Husband and I organise an annual Burns Supper in Almaty - a night of Scottish revelry to celebrate the life and works of the Scottish national bard, not as you may think, a mercy mission to help those hapless Kazakhs for whom New Year is an opportunity to test out their operating skills for large, cheaply-made fireworks after drinking vodka all day long.
It is a charity fund-raiser with 225 paying guests, and last year we made nearly $30,000. This year, we have sold all our tickets in advance and may make more. Hope so.
To make our event as authentic as possible we get a Scottish band to fly over from Edinburgh, we find men in kilts from all over Central Asia to gather together and worship the haggis, and, we bring the finest MacSweens haggis into Kazakhstan by the surreptitious suitcase-full to Almaty where it is then prepared by the Intercontinental hotel for our guests delectation.
Last year, we dragooned some friends into bringing back 30kgs in one go. They managed to smuggle it past customs and we were sorted. But MacSweens is very fine haggis indeed, and we were met by howls of dissatisfaction at the portion sizes allowed on the night (it was more of a sample mouthful than a full course of the meal!). So this year we decided to bring more back. We had more time, we knew plenty of people flying back and forth to the UK. Easy. Or so we thought.
The first lot was duly delivered to a hotel in central London. Our courier (who shall remain nameless) is a metal head, and went to see Motorhead in concert the night before flying back to the Stan. Early morning, faced with the boxes in the hotel fridge, he had a brainstorm, thought that twice as much as possible had been sent by accident, and left 18kgs behind.
Not to worry, he told me, as I looked on aghast at the news of 18kgs of missing haggis. He was traveling back for another meeting and could pick it up in a week’s time. Except that during that week, the hotel lost it. And then said that their fridge had broken down and it had spoiled and been thrown away. Either way, no haggis for us and a wasted business class flight’s worth of baggage allowance passed us by.
Second consignment was the veggie version (which I have slightly over-ordered). Perfect delivery, smuggling and straight into the freezer in Almaty - very efficient smugglers those two!
The third consignment was to be delivered to a large hotel in Liverpool for a family of smugglers to secrete about their persons. No problem, don’t worry, there is nothing that can go wrong, said the lady at the delivery company when I phoned to make sure my order was perfect.
Nothing can go wrong, except the coldest winter in the UK for 20 years. When a really-quite-small amount of snow fell in the UK and all delivery services pretty much gave up and decided not to even try to deliver anything at all. No haggis for us.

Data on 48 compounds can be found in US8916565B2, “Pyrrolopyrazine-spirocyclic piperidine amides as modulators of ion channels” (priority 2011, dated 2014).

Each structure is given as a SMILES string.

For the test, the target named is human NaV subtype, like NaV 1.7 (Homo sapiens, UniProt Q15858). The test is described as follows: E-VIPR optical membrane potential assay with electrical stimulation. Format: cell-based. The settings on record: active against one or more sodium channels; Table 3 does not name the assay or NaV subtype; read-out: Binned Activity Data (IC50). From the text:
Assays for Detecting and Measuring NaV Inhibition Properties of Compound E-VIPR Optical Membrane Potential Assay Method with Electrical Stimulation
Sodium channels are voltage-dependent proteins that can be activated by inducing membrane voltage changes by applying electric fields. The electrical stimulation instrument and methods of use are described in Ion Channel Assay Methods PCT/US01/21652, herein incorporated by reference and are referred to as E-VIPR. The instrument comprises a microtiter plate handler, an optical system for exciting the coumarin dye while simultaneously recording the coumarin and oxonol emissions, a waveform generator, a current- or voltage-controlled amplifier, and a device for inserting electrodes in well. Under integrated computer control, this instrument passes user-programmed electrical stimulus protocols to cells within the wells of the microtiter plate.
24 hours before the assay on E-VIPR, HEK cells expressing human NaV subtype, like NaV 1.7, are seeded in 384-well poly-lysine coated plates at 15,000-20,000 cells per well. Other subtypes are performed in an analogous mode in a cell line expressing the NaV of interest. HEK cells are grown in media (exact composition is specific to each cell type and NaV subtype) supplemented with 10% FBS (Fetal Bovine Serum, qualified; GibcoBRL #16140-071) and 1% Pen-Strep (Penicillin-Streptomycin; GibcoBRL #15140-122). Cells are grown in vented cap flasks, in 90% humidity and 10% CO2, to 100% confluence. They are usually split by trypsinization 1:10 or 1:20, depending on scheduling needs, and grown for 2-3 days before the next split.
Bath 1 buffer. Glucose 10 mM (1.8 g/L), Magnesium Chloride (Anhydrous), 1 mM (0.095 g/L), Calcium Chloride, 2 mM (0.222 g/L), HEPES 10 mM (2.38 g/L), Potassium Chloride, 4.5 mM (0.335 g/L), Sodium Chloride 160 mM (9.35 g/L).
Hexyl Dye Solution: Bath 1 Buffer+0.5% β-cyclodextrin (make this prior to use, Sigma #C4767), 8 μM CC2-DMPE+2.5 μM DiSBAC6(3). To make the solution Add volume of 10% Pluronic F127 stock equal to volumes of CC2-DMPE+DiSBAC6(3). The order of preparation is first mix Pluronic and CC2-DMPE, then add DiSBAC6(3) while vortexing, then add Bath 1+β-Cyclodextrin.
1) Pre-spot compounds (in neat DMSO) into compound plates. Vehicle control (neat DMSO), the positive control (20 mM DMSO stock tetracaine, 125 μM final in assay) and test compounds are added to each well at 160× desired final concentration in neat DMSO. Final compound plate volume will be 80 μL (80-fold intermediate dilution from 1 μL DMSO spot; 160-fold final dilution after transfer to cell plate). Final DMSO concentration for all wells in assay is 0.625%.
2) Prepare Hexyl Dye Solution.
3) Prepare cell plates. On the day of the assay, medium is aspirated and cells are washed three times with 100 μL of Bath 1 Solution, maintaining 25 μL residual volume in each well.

As I have now arrived unexpectedly in the UK with my husband and knowing that we were 18kgs short, we set about procuring all the MacSweens for sale in the Christchurch and Bournemouth area. But it is the month of Burns Supper, and other haggis eaters abound. When my father spotted (and unfortunately did not buy) a mountain of fine chilled Haggi (is that the plural?) in a corner of the Waitrose chiller there were 24. When we went back later the same day to buy them, there were only nine left! Eek!
We managed to get 11 from a local butcher’s, but when they arrived they were frozen which we cannot take with us to Kaz in case they defrost on the way – to re-freeze would be a health risk. They must remain chilled and then be frozen on arrival at the hotel. We sent them back and found another 13 in another butcher’s. Also snaffled.
We phoned around all the local meat purveyors in vain, looks like we had bought all the available, non-frozen, meat MacSweens haggis in our area. The remaining bundles will have to come out with the band.
I guess our activity might cause some panic and distress among the Scots living in the Dorset area who find that some b**stards have bought all the shops out of haggis before Burns Night, leaving not a single one, round, scrumptious haggis for the stabbing of (haggis are addressed with a poem and then slit from top to bottom with a dagger on Burns night, releasing the delicious aroma of this essentially-sausagy item). But it is dog eat dog in this situation (or should I say Scot Eat Haggis?), and with my husband leaving with a suitcase of haggis yesterday bound for Kazakhstan, I am afraid that our actions cannot be undone! We are the haggis-buying b**stards of Bournemouth!